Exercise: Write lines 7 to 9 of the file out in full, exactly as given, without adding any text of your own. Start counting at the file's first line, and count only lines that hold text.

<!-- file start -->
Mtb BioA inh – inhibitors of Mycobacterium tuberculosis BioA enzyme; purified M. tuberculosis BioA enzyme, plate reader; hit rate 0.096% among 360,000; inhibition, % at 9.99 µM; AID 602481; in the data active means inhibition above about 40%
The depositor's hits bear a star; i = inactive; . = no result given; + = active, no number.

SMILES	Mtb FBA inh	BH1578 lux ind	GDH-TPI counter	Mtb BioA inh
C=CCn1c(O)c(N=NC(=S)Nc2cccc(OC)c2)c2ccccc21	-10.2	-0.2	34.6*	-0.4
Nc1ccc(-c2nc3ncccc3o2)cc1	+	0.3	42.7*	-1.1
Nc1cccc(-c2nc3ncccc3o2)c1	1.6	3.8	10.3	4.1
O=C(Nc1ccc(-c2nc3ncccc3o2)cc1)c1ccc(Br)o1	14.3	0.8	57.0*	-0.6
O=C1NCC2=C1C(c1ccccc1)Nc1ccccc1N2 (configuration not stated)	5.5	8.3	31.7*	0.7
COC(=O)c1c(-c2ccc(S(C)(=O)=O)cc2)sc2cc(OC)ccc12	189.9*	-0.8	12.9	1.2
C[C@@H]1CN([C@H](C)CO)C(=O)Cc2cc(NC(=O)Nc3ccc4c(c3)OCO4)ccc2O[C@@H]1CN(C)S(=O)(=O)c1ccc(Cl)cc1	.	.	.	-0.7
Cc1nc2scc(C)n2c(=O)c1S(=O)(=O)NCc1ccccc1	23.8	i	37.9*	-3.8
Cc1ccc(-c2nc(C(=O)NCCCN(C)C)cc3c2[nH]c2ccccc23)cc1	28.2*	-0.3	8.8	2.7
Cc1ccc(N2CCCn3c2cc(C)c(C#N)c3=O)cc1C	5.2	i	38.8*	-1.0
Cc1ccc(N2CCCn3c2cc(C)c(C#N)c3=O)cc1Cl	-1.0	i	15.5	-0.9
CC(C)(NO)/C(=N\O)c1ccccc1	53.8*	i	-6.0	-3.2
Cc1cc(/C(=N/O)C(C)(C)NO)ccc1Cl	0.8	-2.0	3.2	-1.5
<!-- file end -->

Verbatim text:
O=C(Nc1ccc(-c2nc3ncccc3o2)cc1)c1ccc(Br)o1	14.3	0.8	57.0*	-0.6
O=C1NCC2=C1C(c1ccccc1)Nc1ccccc1N2 (configuration not stated)	5.5	8.3	31.7*	0.7
COC(=O)c1c(-c2ccc(S(C)(=O)=O)cc2)sc2cc(OC)ccc12	189.9*	-0.8	12.9	1.2